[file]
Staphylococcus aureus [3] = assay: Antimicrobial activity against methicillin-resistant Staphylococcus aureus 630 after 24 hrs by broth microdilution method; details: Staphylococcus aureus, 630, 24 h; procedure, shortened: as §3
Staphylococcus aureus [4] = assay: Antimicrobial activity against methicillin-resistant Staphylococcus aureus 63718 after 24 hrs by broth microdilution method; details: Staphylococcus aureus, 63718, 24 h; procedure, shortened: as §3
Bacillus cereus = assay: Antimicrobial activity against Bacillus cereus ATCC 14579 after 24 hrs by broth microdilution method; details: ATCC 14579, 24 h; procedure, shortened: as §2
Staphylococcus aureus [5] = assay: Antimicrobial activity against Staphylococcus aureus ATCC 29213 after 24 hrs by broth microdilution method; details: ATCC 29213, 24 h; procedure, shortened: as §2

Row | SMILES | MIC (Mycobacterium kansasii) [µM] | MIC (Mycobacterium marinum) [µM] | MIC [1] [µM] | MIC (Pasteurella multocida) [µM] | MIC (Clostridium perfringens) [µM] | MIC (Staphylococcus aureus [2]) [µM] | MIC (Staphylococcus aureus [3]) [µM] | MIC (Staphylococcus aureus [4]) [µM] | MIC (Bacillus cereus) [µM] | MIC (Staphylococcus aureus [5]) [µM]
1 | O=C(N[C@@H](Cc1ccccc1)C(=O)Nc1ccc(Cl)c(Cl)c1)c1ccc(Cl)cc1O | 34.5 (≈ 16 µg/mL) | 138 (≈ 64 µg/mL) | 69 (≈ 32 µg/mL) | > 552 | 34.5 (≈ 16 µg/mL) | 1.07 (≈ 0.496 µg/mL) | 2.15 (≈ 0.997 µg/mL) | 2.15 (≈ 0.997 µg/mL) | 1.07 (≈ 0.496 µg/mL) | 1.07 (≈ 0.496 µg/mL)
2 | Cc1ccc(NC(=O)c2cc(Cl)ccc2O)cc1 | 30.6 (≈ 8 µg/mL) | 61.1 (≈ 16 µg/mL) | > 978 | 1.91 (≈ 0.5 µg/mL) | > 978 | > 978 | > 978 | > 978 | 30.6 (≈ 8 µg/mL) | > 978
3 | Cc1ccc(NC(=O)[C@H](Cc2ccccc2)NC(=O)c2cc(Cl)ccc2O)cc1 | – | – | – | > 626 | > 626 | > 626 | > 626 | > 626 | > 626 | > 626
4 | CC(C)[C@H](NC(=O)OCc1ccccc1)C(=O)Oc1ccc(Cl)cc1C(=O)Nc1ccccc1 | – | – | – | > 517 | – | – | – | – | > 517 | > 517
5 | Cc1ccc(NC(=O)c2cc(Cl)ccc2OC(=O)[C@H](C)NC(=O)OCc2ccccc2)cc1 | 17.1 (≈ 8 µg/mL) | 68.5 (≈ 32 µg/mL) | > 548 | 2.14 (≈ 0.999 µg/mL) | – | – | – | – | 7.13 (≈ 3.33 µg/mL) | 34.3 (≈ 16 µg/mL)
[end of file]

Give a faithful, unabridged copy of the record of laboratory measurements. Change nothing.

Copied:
Staphylococcus aureus [3] = assay: Antimicrobial activity against methicillin-resistant Staphylococcus aureus 630 after 24 hrs by broth microdilution method; details: Staphylococcus aureus, 630, 24 h; procedure, shortened: as §3
Staphylococcus aureus [4] = assay: Antimicrobial activity against methicillin-resistant Staphylococcus aureus 63718 after 24 hrs by broth microdilution method; details: Staphylococcus aureus, 63718, 24 h; procedure, shortened: as §3
Bacillus cereus = assay: Antimicrobial activity against Bacillus cereus ATCC 14579 after 24 hrs by broth microdilution method; details: ATCC 14579, 24 h; procedure, shortened: as §2
Staphylococcus aureus [5] = assay: Antimicrobial activity against Staphylococcus aureus ATCC 29213 after 24 hrs by broth microdilution method; details: ATCC 29213, 24 h; procedure, shortened: as §2

Row | SMILES | MIC (Mycobacterium kansasii) [µM] | MIC (Mycobacterium marinum) [µM] | MIC [1] [µM] | MIC (Pasteurella multocida) [µM] | MIC (Clostridium perfringens) [µM] | MIC (Staphylococcus aureus [2]) [µM] | MIC (Staphylococcus aureus [3]) [µM] | MIC (Staphylococcus aureus [4]) [µM] | MIC (Bacillus cereus) [µM] | MIC (Staphylococcus aureus [5]) [µM]
1 | O=C(N[C@@H](Cc1ccccc1)C(=O)Nc1ccc(Cl)c(Cl)c1)c1ccc(Cl)cc1O | 34.5 (≈ 16 µg/mL) | 138 (≈ 64 µg/mL) | 69 (≈ 32 µg/mL) | > 552 | 34.5 (≈ 16 µg/mL) | 1.07 (≈ 0.496 µg/mL) | 2.15 (≈ 0.997 µg/mL) | 2.15 (≈ 0.997 µg/mL) | 1.07 (≈ 0.496 µg/mL) | 1.07 (≈ 0.496 µg/mL)
2 | Cc1ccc(NC(=O)c2cc(Cl)ccc2O)cc1 | 30.6 (≈ 8 µg/mL) | 61.1 (≈ 16 µg/mL) | > 978 | 1.91 (≈ 0.5 µg/mL) | > 978 | > 978 | > 978 | > 978 | 30.6 (≈ 8 µg/mL) | > 978
3 | Cc1ccc(NC(=O)[C@H](Cc2ccccc2)NC(=O)c2cc(Cl)ccc2O)cc1 | – | – | – | > 626 | > 626 | > 626 | > 626 | > 626 | > 626 | > 626
4 | CC(C)[C@H](NC(=O)OCc1ccccc1)C(=O)Oc1ccc(Cl)cc1C(=O)Nc1ccccc1 | – | – | – | > 517 | – | – | – | – | > 517 | > 517
5 | Cc1ccc(NC(=O)c2cc(Cl)ccc2OC(=O)[C@H](C)NC(=O)OCc2ccccc2)cc1 | 17.1 (≈ 8 µg/mL) | 68.5 (≈ 32 µg/mL) | > 548 | 2.14 (≈ 0.999 µg/mL) | – | – | – | – | 7.13 (≈ 3.33 µg/mL) | 34.3 (≈ 16 µg/mL)